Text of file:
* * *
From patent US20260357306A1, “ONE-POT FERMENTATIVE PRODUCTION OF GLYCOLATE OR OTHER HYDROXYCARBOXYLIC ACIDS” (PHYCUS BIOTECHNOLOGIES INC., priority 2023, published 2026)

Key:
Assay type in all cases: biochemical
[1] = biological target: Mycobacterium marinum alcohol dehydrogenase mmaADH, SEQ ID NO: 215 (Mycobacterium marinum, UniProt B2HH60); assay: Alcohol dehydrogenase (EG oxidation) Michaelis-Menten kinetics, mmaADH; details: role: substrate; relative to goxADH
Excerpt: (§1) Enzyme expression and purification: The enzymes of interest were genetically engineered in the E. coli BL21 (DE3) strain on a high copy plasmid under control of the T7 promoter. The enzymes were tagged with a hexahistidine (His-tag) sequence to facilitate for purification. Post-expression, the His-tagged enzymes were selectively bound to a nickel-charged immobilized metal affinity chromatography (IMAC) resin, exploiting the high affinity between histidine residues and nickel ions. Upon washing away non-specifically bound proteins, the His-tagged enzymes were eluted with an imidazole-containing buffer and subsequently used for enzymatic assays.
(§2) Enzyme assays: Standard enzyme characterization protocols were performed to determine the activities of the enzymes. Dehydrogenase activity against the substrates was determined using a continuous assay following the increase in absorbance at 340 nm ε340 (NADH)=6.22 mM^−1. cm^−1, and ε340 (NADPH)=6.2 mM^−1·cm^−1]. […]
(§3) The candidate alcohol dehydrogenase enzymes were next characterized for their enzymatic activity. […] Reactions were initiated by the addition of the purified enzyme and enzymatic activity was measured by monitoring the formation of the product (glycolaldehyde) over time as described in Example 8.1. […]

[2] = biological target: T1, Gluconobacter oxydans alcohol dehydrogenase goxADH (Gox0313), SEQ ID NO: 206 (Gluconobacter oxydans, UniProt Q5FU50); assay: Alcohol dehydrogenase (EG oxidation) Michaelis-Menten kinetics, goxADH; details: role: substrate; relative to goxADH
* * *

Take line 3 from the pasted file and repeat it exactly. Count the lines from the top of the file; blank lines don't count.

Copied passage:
Assay type in all cases: biochemical